What have you made?
Adeus is a sound installation that explores concepts arising from the myth of Orpheus and Eurydice, whereas the perfect musical system eventually falls out of sync, mirroring the flaws and entropy inherent to human nature.
What gave you the initial inspiration?
Vinicius de Moraes, one of Brazil’s most well-known poets and musicians, along with a cadre of other musicians, developed the Brazilian music genre known as Bossa Nova. Vinicius was a multi-talented individual, working at different points in his life as a diplomat, composer, musician, and poet. One of his greatest works is Orfeu da Conceição a play that reimagines the Greek myth of Orpheus and Eurydice in a Rio de Janeiro favela during the celebration of Carnival. I grew up listening to all the songs from this play and the myth of Orpheus and Eurydice has been central to my personal development.
What is the original idea behind this project?
The idea was to work with the myth and entropy combined into a single system. The whole auditory mechanism gradually falls into disorder, but due to the system’s idiosyncrasies, it recovers from that entropy and the sensors will eventually get in sync again, only to launch their descent into chaos. From the moment Orpheus begins his journey back into the mortal world, he is gradually declining into disorder that will culminate with the death of Eurydice. Before this fateful event occurs, however, a liminal space emerges – the moment that precedes his looking back – that Nicolas Bourriaud calls an “interstice.” This small gap in space and time allows for the creation of a domain of exchanges between Orpheus and Eurydice. Ann Wroe says that "It is the moment that Orpheus loses beauty, even as he glimpses it, because it is ungraspable".
How does it work?
The piece consists of two metal plates (one brass; one copper) containing musical notation represented by etched dashes. The song is “Valsa de Eurídice” (Eurydice’s Waltz) by Brazilian poet and musician Vinicius de Moraes. The metal plates are“scanned” by an array of sensors that are attached to two linear actuators, one for each plate. When the system is triggered, both groups of sensors start moving along the plates in sync and play the song, sending MIDI signals to an audio interface that interpret them and outputs sound. Having reached the end of the plates, the sensors will move backwards and start again. However, since the system is assembled by a human, the array of sensors will slowly begin to move out of sync, altering the overall sound that is played.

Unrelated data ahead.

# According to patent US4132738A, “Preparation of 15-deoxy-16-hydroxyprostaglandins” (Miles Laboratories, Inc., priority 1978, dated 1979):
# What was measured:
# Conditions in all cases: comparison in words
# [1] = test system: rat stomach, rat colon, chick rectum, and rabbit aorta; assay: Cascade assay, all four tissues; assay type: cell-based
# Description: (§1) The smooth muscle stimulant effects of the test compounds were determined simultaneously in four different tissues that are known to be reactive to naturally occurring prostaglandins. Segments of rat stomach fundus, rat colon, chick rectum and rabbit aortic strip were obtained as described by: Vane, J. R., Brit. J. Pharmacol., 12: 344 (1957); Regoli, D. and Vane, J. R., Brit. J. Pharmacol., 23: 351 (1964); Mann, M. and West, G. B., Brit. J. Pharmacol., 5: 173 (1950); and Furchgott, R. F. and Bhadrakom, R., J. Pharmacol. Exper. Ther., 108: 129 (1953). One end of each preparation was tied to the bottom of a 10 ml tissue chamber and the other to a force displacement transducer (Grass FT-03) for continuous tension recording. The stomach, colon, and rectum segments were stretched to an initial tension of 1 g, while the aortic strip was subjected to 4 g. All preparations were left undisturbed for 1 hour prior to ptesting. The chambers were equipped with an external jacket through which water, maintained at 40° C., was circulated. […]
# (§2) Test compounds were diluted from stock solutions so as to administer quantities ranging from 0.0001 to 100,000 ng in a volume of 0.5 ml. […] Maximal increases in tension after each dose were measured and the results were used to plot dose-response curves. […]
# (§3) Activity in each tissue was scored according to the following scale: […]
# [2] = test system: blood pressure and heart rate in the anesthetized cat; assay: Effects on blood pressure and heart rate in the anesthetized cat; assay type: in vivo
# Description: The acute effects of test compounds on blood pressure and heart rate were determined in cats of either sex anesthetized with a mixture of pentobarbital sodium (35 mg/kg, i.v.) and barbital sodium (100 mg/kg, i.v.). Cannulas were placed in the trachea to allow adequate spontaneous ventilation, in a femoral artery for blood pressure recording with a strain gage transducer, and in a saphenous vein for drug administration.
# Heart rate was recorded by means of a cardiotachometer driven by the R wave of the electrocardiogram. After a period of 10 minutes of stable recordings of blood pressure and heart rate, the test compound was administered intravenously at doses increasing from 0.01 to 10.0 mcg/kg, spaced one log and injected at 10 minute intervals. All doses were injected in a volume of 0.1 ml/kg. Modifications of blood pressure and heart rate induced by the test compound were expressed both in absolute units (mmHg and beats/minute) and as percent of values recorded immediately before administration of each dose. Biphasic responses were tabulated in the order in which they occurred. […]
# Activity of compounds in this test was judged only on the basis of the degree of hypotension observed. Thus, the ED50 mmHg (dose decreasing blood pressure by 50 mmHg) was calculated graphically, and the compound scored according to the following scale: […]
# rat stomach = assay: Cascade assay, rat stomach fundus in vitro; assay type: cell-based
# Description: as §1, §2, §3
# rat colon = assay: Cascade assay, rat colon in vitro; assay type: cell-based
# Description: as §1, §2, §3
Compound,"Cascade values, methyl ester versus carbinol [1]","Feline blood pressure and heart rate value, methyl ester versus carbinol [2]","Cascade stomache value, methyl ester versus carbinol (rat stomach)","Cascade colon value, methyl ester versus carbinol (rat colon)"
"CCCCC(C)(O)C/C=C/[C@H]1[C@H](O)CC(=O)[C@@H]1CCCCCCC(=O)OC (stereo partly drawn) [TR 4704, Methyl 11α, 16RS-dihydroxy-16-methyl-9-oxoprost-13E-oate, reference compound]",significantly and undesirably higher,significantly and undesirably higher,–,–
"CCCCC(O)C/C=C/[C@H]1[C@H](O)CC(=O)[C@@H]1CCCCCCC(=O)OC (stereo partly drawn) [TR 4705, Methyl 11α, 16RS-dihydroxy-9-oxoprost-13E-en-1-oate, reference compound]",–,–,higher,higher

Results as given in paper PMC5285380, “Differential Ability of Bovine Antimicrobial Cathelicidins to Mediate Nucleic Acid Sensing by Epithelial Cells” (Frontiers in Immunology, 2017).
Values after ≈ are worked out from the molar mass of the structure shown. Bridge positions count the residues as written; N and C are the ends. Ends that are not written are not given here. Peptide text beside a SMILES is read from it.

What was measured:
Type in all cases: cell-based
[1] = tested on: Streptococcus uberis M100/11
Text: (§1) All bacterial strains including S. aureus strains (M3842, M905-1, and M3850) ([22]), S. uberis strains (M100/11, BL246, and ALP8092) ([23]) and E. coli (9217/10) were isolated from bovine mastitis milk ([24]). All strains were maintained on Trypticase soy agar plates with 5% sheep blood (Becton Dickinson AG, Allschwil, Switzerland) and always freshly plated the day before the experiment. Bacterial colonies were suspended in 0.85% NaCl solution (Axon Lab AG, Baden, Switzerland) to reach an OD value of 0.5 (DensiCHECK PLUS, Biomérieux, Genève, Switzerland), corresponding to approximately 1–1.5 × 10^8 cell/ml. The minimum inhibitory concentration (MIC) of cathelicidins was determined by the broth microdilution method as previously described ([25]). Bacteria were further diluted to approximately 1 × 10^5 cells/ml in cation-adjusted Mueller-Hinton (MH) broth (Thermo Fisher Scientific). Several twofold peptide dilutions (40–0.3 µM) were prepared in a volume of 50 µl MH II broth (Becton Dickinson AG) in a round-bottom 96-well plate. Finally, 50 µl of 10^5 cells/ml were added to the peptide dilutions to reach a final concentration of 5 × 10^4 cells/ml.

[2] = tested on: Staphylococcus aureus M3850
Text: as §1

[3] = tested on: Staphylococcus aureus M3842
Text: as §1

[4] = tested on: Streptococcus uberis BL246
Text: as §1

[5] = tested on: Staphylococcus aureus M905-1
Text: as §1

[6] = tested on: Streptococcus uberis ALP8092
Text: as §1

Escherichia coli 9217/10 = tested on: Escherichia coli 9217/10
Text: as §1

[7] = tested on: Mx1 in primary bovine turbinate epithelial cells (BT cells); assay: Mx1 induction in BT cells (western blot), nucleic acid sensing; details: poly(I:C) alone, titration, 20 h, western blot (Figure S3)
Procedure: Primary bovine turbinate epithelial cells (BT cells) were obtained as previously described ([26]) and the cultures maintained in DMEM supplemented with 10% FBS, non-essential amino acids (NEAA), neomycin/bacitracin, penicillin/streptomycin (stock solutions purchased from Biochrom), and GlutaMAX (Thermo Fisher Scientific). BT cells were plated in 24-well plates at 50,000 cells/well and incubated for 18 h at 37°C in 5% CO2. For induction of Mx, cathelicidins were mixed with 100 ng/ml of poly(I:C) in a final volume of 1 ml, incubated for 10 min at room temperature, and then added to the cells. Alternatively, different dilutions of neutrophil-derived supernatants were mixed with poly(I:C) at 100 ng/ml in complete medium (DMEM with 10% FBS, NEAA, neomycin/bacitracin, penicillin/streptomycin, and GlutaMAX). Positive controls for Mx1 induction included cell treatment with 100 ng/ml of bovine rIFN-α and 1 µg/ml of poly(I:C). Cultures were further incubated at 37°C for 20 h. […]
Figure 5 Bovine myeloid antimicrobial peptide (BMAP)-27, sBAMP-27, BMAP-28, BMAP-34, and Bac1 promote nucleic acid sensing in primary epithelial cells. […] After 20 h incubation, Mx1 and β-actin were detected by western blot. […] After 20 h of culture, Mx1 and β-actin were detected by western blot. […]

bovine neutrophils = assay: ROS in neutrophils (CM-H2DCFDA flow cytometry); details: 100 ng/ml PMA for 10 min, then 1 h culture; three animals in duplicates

How long did it take to make it real?
From concept to final piece, the work was developed in a period of four months.
How did you build it?
The main structure of the piece is comprised of belt-driven linear actuators controlled by stepper motors. The metal plates are solid brass and copper, covered with a layer of vinyl adhesive. For the sensor part, in the centre of each plate, milled aluminum, delring, and pogo pins were put together to assemble the array that reads the information on the metal. On the circuit side, an Arduino Uno with a custom made shield and two Easydrivers are used for controlling the steppers, and an Arduino Mega (also with a custom shield) is used for reading the sensors and parsing the MIDI signals to a sound module.